Sunchaser and Capt. Bill have given realistic comments on the costs of the type of boat you are contemplating. An additional cost to be aware of is the ongoing ownership cost of this basic type of boat. Ownership cost includes moorage, insurance, electricity (in the slip), fuel, servicing, maintenance, repairs and upgrades and these costs exist for every year you own the boat.
The purchase price is only the price of the ticket to attend the game. Ownership costs continue until you no longer have the boat and are often overlooked, particularly by first-time buyers. The advice we were given when we began thinking about acquiring a used cruising boat was to figure on spending ten percent of the purchase price of the boat for ownership cost every year we owned the boat.
This is obviously a VERY approximate figure because every boat will be different for a whole lot of reasons. But the ten-percent figure does have one important value and that is to provide someone new to this type of boating a reality check on what it costs to play the game.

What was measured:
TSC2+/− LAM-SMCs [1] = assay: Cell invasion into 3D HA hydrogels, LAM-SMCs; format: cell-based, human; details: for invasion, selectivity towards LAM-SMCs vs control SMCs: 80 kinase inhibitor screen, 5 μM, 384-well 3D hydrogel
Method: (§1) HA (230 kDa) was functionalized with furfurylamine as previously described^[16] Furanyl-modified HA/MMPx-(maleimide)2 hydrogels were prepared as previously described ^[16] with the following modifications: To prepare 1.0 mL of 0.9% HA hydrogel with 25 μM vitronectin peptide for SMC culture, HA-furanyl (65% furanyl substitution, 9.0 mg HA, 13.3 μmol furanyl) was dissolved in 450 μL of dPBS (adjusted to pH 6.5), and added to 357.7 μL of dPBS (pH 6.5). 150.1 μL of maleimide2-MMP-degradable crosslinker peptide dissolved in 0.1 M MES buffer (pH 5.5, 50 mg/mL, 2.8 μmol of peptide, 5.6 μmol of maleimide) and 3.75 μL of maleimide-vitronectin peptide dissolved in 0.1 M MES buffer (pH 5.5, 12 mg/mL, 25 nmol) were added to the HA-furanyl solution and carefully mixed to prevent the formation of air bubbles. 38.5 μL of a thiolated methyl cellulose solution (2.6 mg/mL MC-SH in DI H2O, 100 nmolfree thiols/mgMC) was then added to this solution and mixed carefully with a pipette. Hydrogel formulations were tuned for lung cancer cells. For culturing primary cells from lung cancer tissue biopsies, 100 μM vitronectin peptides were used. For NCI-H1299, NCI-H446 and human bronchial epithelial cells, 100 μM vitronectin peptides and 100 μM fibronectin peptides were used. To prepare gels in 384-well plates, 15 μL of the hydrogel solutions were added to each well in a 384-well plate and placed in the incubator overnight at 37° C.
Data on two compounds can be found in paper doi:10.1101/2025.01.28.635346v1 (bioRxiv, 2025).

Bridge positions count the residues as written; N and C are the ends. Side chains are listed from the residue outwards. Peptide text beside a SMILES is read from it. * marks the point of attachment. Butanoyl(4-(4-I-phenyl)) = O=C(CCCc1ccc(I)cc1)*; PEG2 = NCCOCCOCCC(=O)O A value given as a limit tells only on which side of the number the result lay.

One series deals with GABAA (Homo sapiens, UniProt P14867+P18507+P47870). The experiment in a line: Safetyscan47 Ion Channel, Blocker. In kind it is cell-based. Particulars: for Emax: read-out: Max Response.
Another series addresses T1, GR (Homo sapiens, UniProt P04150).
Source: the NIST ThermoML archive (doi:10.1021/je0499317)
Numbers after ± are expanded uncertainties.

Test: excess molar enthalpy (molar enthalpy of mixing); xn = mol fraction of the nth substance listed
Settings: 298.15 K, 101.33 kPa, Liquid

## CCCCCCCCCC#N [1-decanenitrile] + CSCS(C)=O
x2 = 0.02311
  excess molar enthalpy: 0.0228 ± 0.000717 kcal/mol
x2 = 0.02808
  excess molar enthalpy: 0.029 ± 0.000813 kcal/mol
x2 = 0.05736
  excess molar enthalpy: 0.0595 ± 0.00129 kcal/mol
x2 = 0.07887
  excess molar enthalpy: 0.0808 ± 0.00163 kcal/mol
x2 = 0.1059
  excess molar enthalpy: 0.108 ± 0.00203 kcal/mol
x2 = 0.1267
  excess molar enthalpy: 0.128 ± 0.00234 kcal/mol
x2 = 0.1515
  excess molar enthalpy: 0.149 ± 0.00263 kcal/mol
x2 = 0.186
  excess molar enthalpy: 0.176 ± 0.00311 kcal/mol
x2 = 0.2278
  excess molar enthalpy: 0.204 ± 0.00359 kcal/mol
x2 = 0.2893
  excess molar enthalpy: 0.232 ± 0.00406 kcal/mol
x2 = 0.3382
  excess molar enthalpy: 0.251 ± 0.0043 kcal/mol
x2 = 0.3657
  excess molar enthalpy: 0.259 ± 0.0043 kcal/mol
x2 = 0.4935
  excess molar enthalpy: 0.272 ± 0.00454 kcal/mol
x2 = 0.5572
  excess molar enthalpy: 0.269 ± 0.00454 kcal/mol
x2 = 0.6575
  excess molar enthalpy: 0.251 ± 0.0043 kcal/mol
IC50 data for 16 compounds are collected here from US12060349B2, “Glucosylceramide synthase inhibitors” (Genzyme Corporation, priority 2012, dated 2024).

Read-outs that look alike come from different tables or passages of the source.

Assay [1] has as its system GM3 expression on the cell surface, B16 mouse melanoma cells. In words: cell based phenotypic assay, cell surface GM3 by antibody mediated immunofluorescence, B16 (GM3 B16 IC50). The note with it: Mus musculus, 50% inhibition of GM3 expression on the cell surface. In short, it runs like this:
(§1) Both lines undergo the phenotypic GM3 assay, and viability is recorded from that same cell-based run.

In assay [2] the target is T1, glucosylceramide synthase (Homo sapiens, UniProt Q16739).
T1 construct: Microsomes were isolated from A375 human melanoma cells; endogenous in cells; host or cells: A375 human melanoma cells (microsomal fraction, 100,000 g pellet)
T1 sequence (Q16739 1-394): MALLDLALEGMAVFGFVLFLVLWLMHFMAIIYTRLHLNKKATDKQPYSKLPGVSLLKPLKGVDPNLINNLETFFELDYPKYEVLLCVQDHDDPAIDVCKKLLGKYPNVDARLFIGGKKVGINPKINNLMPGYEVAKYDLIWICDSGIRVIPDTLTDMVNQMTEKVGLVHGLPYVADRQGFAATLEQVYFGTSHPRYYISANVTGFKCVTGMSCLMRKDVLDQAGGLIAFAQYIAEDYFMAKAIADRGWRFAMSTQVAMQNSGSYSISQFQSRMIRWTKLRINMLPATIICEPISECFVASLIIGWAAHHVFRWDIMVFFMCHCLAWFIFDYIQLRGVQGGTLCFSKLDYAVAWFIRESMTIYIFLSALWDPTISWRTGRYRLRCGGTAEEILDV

Depending on the make, model, age, location and condition of the boat and the buyer's ability to perform some of the maintenance, repair and upgrade work him or herself, the actual ownership cost may be more than ten percent or less. And every year it will be different depending on what has to be done.
But as a realistic starting point ten percent of the purchase price, or if you really want to be safe, fifteen percent to allow for the higher cost of labor and materials today, is a good average to use for your initial "what can we afford" calculations.
We did this and over the 17 years we've owned the cruising boat we have in this area the figure has proven to be fairly accurate. Some years-- like this one--- have been very expensive due to major troubleshooting and repair work. Other years the expenses have been minimal outside of moorage and insurance.